ESPN.com requested interviews with the principal and vice principal of Warwick, but messages to their attention were not returned.
It appears the administration is trying to move on and distance itself from the situation. Sexton, instead of deflecting the attention, has used this as an opportunity to educate his players on more than X's and O's, but about life.
"We spend a lot of time trying to tell the kids how you conduct yourself in the classroom, on the bus ride home, on the field and when you're at home," Sexton said. "I tell them everything you do is going to affect the team one way or the other. It's either going to be positive or negative. We say if you get caught up in something outside, it's going to affect the team in a negative situation and it's also going to affect you."
The attention has come indirectly to Sexton and his staff. Since the summer, he has fielded countless calls from media across the country. It got to a point that Sexton just started to ignore phone calls he didn't recognize. But when it came to his players, that couldn't be ignored.
According to Sexton, many players on his roster with ties to Vick, being from the same community, have handled the situation well.
"As a staff, we're not going to shy away from the subject, we just have to be careful how we handle the situation," Sexton said. 'I don't want to separate the team. I don't want divide the team in the 'you're for Michael' or 'you're against Michael' groups. That's the last thing I want."
Sexton sent consent forms home with several of his players asking for parents' permission to be interviewed by ESPN.com. Those forms were not returned.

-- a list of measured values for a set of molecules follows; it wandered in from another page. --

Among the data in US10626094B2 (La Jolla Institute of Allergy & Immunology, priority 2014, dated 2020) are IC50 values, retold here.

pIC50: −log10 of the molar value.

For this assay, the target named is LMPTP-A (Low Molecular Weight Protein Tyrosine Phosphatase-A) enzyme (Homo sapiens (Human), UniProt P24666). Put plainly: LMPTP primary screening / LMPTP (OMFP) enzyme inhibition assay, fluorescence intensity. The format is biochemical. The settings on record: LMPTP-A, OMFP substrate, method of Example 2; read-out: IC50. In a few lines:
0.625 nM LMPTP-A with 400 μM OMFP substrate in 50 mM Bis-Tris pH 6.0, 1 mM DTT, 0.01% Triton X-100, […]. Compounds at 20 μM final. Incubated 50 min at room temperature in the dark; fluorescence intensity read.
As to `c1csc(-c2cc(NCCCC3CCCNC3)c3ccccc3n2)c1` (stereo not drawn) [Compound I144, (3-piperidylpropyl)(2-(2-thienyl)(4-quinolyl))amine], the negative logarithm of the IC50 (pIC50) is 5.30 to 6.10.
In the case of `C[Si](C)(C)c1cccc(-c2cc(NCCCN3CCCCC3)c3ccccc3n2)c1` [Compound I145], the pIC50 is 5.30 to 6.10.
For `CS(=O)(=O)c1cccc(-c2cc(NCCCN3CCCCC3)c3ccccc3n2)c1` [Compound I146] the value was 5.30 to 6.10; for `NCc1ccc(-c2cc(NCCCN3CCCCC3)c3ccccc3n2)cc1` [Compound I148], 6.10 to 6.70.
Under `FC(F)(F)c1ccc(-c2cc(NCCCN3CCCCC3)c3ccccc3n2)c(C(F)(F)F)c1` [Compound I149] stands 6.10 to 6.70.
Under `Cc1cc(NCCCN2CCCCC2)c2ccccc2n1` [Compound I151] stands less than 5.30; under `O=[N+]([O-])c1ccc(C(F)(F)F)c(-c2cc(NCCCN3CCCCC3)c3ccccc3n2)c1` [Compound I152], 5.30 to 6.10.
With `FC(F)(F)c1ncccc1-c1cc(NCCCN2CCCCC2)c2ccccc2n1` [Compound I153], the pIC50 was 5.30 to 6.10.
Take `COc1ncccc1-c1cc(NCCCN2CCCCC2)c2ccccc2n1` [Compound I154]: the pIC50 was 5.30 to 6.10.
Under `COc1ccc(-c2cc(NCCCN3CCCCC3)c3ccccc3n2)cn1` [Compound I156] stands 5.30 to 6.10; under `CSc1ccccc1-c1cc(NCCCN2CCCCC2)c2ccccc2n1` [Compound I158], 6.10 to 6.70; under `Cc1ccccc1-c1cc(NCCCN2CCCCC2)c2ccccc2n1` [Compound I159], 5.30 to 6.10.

David Coccoli was an offensive lineman at Warwick and teammate of Vick. Now the defensive coordinator for the Raiders, Coccoli has a more personal connection to the situation, but like Sexton, he feels the young players are learning from what they see, read and hear about the Vick situation.
"I try to refrain from commenting about it around the kids because I've known [Vick] since the seventh grade," Coccoli said. "I think they are learning that people deserve second chances. And once people ask for forgiveness, you should give that person a second or even a third chance."
Coccoli would not comment on whether he thought it was fair or not that Vick's jersey should have been removed. Watkins, however, wasn't against the idea of having it returned in the future.
"If someone told me to put it back, just like someone told me to take it out, I would follow directions," she said.
The school's athletic director for the past 11 years, Watkins was here when Vick roamed the hallways. She says prior to and during the Vick situation, the school has tried to teach responsibility and decision making, but at the same time, they can't escape the truth of what's been going on.
"I would say we're trying to get out of the limelight, because we didn't cause the limelight," Watkins added.
Sexton says he's trying to bring back the proud tradition and he knows it will take time. In the meantime, being in the business of high school football means players are going to get in trouble and he always has to be prepared to deal with it. And if Vick still wore the Warwick burgundy and gold, the same colors as Sexton's players wear today, it would be no different.
"If he was one of my players, I'd sit down and talk to him and say 'Do you understand what you did wrong, did you learn from your mistakes? Then, OK, and let's pull yourself up from the ground, dust off, let's get your gear on and let's get out there and practice,'" Sexton said. "And if he's truly learned from his mistakes, I'd love for him to come in and say, 'Hey here are the pitfalls you have to watch out for.'"
Jamar Hudson is a recruiting editor for ESPN.com.